26 Sep 2019

Speaker tells political parties to quit attack ads

7:59 pm on 26 September 2019

The Speaker has called time on National's political attack ads and has ordered they be pulled by end of play tomorrow.

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Simon Bridges said it was "chilling move". Photo: RNZ / Dom Thomas

Trevor Mallard made the ruling in the House today after receiving a letter from the Labour Party whip complaining about parliamentary footage being used without the permission of MPs, and publishing a false and misleading account of proceedings.

National was now considering its options, and a legal challenge could not be ruled out.

The most recent example of the its satire ads was Labour MP Deborah Russell being mocked for her spiel on ancient philosophers and their tenuous connection to the Government's well-being budget.

Senior National MP Gerry Brownlee said the Speaker and the leader of the House Chris Hipkins were claiming to be the arbiters of what constitutes political advertising.

And party leader Simon Bridges was unrepentant, putting out a media release calling the decision a "chilling move designed to stop freedom of expression".

And he's thumbed his nose at the Speaker, including a link to the Deborah Russell video that caused the controversy in the first place.

A screenshot from one of National's videos, highlighting MP Deborah Russell.

A screenshot from one of National's videos, highlighting MP Deborah Russell. Photo: Screenshot

The Speaker was demanding Ms Russell's ad and all of the ones before it be pulled down by 5pm tomorrow.

"I encourage all parties to consider the videos that they may have posted online. Those using official Parliamentary TV footage that has been edited and featuring other members, without their permission, should be removed by 5pm on Friday, 27 September."

Shadow Leader of the House Gerry Brownlee was less than impressed and told Mr Mallard it appeared MPs were more constrained in commenting on political statements than any media organisation.

"That seems to be an incredible censorship of what should take place inside a transparent democracy."

Leader of the House Chris Hipkins said the rules would be no different for the media.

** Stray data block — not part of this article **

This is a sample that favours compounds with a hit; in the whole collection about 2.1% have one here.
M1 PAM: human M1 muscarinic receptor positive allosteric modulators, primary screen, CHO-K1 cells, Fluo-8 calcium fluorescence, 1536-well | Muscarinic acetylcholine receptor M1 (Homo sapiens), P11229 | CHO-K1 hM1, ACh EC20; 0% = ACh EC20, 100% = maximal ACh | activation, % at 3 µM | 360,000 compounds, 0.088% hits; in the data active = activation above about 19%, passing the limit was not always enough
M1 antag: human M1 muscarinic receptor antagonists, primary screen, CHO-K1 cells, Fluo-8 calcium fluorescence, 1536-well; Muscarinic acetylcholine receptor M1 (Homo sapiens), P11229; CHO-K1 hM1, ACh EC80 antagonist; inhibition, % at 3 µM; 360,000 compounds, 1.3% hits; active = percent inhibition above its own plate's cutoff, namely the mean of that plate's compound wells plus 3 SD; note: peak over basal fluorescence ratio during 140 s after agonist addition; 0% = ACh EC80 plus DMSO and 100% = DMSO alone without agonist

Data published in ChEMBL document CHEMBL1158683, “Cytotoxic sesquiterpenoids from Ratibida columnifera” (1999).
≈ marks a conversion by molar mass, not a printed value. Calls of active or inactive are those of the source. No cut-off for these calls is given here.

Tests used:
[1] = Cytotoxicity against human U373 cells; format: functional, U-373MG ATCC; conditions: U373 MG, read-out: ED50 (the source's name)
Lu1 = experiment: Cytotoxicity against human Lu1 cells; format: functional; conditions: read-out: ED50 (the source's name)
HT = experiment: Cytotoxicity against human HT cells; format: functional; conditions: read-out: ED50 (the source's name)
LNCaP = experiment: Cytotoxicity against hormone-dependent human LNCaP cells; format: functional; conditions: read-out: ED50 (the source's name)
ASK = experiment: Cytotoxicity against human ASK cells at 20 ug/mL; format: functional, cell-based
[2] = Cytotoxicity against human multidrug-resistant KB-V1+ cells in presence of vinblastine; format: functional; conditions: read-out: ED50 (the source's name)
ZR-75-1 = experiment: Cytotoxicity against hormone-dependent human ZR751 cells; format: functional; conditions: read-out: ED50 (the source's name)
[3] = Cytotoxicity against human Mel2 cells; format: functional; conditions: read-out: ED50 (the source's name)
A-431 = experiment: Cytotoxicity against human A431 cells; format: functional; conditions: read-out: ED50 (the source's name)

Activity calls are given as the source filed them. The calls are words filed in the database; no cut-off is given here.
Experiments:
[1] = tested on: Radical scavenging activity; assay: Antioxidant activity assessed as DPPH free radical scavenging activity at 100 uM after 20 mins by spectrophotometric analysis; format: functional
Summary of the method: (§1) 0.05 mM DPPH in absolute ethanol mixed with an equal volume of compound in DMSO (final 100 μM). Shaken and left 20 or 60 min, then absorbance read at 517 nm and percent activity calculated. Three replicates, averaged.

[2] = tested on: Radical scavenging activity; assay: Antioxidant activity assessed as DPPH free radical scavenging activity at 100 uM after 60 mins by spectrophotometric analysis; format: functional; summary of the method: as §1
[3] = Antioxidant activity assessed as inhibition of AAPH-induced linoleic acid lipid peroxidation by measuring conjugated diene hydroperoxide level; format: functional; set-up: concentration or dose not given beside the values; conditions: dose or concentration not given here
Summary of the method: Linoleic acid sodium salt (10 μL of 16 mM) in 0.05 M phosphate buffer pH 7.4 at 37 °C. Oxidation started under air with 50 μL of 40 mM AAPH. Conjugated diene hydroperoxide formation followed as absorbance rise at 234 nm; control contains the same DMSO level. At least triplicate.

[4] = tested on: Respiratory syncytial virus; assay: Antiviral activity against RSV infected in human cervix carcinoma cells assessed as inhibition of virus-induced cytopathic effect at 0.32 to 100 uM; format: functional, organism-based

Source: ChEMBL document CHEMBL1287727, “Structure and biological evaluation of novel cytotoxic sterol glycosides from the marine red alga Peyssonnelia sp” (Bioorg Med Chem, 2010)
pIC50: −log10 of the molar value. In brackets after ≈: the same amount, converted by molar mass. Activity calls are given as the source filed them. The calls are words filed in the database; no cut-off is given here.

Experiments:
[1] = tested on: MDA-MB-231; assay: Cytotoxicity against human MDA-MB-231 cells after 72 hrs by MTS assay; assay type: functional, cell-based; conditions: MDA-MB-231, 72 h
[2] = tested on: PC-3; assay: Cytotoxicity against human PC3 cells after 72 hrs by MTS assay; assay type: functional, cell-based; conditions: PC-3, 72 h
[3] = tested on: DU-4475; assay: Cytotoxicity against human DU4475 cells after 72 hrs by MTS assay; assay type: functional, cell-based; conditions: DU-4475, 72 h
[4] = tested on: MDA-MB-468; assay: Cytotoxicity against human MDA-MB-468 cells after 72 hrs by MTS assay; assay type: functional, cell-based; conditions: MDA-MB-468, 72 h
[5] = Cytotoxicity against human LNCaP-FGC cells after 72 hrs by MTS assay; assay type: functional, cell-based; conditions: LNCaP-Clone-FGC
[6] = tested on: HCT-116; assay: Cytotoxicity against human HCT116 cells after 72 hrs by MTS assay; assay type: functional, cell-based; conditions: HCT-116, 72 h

"If the media took video footage from the House and edited and used it in a way that was misleading, that gave a misleading impression of what somebody had said, then they too would be in contempt of the House."

New Zealand First leader Winston Peters said four decades ago nobody would have dreamed of Parliament footage being used in this way.

If it was presented as a true representation of what happened in the House the Speaker wouldn't have a problem, he said.

"But when someone's 'clipping the ticket'... and doctoring the evidence that should be stopped."

Both Mr Peters and Mr Hipkins have called out the National Party for being hypocritical by demanding footage not be used in this way when they were in Government and now arguing the opposite from Opposition.

Green Party co-leader James Shaw said Parliament should be as public as possible but that meant showing a full video, not just a slice of something.

That was the point the Speaker was trying to make, he said.

"He's actually not passing judgement on what a political ad is, what he's doing is enforcing the Standing Orders Committee itself came up with, including those that were insisted on by the National Party.

Former House Speaker Kerry Burke told Checkpoint: "As the Speaker who introduced TV coverage of any and all debates in the late 1980s, I never envisaged editing for partisan purposes and would have ruled exactly as Speaker Mallard has today."